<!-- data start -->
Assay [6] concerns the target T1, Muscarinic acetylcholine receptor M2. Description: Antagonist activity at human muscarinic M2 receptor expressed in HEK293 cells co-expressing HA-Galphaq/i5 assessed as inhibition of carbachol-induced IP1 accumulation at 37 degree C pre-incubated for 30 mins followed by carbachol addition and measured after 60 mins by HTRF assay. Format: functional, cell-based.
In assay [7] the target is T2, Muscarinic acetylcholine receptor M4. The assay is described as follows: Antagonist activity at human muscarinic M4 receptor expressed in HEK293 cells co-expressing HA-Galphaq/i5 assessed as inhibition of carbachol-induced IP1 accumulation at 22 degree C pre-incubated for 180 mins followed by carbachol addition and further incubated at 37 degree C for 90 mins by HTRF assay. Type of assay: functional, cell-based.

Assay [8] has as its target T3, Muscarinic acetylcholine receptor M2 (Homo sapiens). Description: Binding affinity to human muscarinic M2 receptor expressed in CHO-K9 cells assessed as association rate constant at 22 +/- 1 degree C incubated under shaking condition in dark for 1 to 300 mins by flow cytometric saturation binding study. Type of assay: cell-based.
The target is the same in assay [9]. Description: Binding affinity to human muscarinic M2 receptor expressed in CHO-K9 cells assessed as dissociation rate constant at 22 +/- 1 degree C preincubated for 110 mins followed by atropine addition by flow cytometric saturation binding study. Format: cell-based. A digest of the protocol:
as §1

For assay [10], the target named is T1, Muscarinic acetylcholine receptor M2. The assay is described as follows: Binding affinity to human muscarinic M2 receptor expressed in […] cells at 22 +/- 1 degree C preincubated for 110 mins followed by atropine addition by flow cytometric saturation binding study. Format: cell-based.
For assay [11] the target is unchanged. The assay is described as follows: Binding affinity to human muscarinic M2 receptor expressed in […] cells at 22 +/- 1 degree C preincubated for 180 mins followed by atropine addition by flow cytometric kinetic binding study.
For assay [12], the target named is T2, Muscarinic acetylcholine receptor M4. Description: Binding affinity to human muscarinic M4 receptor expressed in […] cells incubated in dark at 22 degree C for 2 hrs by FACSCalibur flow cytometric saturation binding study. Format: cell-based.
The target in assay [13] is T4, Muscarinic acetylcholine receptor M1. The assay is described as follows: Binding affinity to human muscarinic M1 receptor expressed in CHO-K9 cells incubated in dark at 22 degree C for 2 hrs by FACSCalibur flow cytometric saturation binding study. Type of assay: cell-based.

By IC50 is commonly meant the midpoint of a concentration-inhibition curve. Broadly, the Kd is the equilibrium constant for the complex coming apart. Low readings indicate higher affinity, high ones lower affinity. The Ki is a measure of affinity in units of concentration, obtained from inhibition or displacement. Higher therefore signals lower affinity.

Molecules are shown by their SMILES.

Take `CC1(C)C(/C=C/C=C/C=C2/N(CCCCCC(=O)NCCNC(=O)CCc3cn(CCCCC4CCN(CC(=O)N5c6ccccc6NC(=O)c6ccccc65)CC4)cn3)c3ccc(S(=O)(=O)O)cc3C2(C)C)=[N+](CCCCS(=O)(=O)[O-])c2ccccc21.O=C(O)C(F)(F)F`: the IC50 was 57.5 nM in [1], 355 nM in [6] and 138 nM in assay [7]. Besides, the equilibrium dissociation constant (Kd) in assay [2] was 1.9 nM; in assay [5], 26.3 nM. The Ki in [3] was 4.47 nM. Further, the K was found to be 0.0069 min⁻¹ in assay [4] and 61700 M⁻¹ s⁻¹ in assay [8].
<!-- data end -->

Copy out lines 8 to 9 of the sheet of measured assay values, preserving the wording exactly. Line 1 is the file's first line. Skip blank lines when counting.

For assay [12], the target named is T2, Muscarinic acetylcholine receptor M4. Description: Binding affinity to human muscarinic M4 receptor expressed in […] cells incubated in dark at 22 degree C for 2 hrs by FACSCalibur flow cytometric saturation binding study. Format: cell-based.
The target in assay [13] is T4, Muscarinic acetylcholine receptor M1. The assay is described as follows: Binding affinity to human muscarinic M1 receptor expressed in CHO-K9 cells incubated in dark at 22 degree C for 2 hrs by FACSCalibur flow cytometric saturation binding study. Type of assay: cell-based.